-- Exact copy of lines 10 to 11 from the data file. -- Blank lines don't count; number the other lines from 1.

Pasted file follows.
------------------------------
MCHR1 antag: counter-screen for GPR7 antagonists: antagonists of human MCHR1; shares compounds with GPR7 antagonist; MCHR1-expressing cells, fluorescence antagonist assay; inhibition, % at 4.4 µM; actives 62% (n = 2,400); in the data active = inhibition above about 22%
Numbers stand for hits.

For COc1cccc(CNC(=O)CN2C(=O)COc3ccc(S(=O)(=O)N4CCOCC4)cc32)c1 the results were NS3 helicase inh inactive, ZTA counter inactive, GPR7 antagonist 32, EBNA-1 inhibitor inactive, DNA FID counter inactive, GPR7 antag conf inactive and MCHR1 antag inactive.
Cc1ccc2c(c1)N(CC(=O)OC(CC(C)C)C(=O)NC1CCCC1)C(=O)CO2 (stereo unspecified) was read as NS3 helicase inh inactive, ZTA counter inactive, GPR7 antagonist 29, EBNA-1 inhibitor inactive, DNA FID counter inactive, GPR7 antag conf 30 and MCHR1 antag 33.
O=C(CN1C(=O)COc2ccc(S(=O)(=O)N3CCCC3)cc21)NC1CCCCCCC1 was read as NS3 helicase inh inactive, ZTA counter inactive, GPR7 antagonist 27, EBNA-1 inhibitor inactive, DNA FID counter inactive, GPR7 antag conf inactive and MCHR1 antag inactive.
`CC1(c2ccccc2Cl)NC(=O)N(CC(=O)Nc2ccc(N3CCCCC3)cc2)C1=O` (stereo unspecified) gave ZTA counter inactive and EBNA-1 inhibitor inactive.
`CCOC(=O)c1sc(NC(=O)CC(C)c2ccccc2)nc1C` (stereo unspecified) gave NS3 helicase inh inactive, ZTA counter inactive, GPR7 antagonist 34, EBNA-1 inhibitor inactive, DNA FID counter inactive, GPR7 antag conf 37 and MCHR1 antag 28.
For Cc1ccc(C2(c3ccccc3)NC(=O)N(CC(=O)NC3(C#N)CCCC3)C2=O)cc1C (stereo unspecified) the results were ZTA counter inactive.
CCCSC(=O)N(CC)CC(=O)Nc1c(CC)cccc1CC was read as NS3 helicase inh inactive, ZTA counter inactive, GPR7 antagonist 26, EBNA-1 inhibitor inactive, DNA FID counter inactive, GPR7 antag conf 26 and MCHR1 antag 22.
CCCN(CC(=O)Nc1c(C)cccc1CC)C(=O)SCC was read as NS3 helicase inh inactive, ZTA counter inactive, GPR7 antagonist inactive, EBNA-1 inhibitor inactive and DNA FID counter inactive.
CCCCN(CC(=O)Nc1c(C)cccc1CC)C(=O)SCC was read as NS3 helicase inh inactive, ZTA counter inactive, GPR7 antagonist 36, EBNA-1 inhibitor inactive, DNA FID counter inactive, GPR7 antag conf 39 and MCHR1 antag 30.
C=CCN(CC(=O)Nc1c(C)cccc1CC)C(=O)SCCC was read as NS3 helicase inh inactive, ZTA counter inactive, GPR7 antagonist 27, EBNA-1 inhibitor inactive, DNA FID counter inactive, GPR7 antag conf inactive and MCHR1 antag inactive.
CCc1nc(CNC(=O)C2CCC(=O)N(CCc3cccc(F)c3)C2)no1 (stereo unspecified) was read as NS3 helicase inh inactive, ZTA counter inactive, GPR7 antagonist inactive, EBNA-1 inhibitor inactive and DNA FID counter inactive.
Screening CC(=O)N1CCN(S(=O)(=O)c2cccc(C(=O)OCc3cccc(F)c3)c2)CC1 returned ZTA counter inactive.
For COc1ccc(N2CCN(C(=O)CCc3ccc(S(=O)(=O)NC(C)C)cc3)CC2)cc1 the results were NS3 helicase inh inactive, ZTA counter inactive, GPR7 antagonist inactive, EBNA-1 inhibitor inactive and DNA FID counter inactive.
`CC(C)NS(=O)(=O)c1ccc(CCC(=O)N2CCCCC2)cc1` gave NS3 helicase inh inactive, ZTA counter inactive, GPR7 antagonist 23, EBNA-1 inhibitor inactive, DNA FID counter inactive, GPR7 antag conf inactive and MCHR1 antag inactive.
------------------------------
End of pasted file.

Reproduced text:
CCCN(CC(=O)Nc1c(C)cccc1CC)C(=O)SCC was read as NS3 helicase inh inactive, ZTA counter inactive, GPR7 antagonist inactive, EBNA-1 inhibitor inactive and DNA FID counter inactive.
CCCCN(CC(=O)Nc1c(C)cccc1CC)C(=O)SCC was read as NS3 helicase inh inactive, ZTA counter inactive, GPR7 antagonist 36, EBNA-1 inhibitor inactive, DNA FID counter inactive, GPR7 antag conf 39 and MCHR1 antag 30.